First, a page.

Greatest hits of the Icelandic sagas: The play

The play depicts all of the forty Icelandic sagas.

The play depicts all of the forty Icelandic sagas. Photo: Lilja Jóns

Icelanders take pride in their literary heritage, in particular the Icelandic sagas written from the twelfth to the fourteenth century. Reading through all of these forty sagas to get to know Icelandic culture and heritage might be fun, but seeing the play is a tad quicker and funnier.

The play Icelandic Sagas: The Greatest Hits is presented by two Icelandic actors who jump from the role of one heroic housewife or Viking to the next (along with kings, queens, shepherds and more), all dressed up in Viking attire, and sneakers. The play is 75 minutes long, so the knowledge you end up with is perhaps not as thorough as after reading the literary heritage itself, but what you get from the play are all the greatest hits. Some of them even in slow motion, and they throw in some jokes as well.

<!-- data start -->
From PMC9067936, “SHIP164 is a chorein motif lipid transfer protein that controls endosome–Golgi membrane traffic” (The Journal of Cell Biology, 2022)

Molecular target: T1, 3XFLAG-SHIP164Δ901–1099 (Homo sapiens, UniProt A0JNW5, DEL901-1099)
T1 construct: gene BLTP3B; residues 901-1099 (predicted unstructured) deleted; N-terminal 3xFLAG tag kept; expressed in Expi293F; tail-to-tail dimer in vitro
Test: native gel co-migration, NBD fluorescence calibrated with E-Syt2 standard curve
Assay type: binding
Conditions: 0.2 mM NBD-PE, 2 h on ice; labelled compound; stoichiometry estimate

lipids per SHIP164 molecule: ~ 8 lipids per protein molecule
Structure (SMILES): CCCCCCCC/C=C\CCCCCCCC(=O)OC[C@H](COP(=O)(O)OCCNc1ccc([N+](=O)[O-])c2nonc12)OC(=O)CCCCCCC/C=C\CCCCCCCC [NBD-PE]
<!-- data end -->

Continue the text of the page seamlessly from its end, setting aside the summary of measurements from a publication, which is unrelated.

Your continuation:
In the play you get to know all the forty sagas, though some are entwined to speed things along. The versions are short, but to the point, and cover most of the legendary characters from the era, with all their faults and virtues.

The few women depicted in the Icelandic sagas are all ...

The few women depicted in the Icelandic sagas are all very feisty and their husbands are more often than not, no match for them. Photo: Lilja Jóns

Fantastic tales of feisty women, Vikings, murders and insults

The sagas are the jewels of Icelandic culture. Some countries have palaces and pyramids, Icelanders have their stories written on calf skin hundreds of years ago. They are fantastic tales of feisty women, brave and foolish men, and blood feuds over trivial things that are passed down generations as two families hack at each other. There are tales of ordinary Vikings, facing ordinary Viking problems – such as how to get your wife to stop killing your neighbour’s slaves, what to do when someone calls you a horse-ass-eater, and how to sue your brother-in-law for not living up to your sister’s... expectations.

The play will be on almost every day of the summer in Harpa Concert and Conference Hall, the distinguished Reykjavik landmark. For further information click here.

The play writer puts a funny, yet accurate, spin on ...

The play writer puts a funny, yet accurate, spin on the Icelandic heritage. Photo: Lilja Jóns

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